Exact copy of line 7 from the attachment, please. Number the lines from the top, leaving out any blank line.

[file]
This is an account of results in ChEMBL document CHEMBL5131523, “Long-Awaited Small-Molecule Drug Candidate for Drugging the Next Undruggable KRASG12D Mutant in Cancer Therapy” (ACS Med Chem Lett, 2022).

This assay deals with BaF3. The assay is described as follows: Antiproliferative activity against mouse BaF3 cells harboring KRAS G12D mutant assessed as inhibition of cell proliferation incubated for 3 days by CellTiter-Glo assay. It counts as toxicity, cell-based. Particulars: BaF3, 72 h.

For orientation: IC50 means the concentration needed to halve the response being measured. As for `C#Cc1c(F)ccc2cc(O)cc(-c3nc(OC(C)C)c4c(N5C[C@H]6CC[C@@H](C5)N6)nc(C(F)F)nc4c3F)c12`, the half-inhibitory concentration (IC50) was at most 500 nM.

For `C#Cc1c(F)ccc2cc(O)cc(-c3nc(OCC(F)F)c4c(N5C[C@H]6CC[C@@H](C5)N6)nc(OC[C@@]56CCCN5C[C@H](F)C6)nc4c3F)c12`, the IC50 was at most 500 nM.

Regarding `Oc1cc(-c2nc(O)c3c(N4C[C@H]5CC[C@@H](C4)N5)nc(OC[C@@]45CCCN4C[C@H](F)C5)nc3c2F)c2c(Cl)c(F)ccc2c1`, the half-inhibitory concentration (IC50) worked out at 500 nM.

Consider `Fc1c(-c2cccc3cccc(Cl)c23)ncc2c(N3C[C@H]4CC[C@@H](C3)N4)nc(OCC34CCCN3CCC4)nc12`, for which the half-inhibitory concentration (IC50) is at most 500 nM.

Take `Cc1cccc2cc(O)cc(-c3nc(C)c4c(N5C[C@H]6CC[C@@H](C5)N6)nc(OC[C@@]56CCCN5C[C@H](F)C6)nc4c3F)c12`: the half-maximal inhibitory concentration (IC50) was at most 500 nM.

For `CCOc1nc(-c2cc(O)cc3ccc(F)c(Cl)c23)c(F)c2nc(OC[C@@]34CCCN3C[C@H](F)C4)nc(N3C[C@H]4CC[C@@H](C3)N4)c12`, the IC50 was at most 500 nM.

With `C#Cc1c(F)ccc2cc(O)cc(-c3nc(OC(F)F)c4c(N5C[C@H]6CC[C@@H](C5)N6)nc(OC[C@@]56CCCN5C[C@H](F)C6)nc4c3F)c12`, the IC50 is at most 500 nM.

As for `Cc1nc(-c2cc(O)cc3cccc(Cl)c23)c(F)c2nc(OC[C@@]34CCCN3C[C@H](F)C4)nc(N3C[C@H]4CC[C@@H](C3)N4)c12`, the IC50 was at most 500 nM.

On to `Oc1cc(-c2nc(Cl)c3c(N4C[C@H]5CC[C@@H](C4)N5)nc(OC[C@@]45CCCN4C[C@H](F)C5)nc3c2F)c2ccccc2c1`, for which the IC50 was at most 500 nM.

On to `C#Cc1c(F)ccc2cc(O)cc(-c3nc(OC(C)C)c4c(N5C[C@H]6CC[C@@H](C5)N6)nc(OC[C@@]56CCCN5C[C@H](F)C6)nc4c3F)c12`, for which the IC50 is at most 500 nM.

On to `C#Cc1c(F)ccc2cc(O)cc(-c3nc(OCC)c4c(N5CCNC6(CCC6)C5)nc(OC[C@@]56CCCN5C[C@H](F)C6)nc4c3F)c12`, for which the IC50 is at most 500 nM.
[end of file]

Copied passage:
Take `Cc1cccc2cc(O)cc(-c3nc(C)c4c(N5C[C@H]6CC[C@@H](C5)N6)nc(OC[C@@]56CCCN5C[C@H](F)C6)nc4c3F)c12`: the half-maximal inhibitory concentration (IC50) was at most 500 nM.